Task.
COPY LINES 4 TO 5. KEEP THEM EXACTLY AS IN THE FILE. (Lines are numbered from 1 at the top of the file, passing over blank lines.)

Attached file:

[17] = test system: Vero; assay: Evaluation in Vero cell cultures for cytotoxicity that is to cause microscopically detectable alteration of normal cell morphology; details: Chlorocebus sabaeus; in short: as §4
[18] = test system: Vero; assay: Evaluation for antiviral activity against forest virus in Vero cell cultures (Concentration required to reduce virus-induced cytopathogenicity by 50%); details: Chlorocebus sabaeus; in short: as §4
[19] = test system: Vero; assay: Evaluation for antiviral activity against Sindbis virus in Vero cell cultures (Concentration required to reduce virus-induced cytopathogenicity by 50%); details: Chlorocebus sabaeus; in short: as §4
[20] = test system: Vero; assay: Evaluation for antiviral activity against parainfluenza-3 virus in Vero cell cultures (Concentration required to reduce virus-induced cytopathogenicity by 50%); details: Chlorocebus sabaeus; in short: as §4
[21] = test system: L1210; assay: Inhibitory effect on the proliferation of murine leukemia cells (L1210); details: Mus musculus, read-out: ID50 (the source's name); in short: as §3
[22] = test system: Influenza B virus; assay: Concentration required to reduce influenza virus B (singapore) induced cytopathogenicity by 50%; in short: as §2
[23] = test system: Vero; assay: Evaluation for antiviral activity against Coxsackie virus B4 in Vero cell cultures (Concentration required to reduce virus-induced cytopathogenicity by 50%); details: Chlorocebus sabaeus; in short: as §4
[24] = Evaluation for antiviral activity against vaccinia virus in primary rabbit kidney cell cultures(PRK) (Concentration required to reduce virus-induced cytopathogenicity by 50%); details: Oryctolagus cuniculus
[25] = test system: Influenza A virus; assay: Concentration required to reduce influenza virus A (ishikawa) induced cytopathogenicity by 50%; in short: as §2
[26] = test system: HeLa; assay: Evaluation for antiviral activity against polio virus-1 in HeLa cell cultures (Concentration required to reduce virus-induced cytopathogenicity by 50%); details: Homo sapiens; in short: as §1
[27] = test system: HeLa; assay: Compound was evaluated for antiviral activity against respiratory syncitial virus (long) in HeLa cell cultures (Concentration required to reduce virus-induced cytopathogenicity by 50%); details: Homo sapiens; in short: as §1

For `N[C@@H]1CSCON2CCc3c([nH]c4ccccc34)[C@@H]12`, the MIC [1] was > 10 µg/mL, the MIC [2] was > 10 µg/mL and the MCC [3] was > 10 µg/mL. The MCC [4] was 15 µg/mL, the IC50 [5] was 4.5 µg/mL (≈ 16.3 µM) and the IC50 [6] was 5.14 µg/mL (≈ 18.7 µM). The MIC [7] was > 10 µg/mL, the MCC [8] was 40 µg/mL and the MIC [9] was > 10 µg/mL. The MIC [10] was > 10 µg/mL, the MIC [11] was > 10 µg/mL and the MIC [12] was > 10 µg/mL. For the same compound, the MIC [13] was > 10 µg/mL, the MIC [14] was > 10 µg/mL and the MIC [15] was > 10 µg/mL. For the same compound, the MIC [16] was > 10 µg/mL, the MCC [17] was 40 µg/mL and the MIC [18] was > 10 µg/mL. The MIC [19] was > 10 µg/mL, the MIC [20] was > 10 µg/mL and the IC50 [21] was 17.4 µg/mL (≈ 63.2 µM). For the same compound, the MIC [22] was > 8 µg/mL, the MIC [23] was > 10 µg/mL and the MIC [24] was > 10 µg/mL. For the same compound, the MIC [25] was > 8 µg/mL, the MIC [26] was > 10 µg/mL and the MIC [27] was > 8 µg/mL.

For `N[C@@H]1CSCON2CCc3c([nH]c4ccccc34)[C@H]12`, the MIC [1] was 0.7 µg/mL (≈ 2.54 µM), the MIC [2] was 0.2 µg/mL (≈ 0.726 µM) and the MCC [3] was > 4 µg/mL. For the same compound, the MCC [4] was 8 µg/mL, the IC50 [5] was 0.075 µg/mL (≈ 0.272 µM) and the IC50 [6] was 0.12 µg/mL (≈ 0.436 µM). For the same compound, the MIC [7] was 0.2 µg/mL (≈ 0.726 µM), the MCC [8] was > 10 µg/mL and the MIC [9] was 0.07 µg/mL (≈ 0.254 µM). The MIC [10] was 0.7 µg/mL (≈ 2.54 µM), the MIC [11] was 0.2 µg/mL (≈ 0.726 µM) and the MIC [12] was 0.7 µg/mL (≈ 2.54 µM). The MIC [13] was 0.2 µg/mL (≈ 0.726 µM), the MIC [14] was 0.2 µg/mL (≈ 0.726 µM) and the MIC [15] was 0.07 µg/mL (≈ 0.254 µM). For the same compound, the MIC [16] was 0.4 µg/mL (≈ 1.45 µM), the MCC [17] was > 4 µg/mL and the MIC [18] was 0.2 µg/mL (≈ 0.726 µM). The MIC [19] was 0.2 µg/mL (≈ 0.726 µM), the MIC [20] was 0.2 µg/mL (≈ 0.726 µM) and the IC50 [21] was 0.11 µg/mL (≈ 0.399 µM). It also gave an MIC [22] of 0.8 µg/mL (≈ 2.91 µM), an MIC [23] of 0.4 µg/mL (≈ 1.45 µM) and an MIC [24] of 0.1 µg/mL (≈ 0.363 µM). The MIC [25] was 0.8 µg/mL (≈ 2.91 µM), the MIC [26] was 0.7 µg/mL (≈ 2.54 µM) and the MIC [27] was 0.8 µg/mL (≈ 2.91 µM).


[20] = test system: Vero; assay: Evaluation for antiviral activity against parainfluenza-3 virus in Vero cell cultures (Concentration required to reduce virus-induced cytopathogenicity by 50%); details: Chlorocebus sabaeus; in short: as §4
[21] = test system: L1210; assay: Inhibitory effect on the proliferation of murine leukemia cells (L1210); details: Mus musculus, read-out: ID50 (the source's name); in short: as §3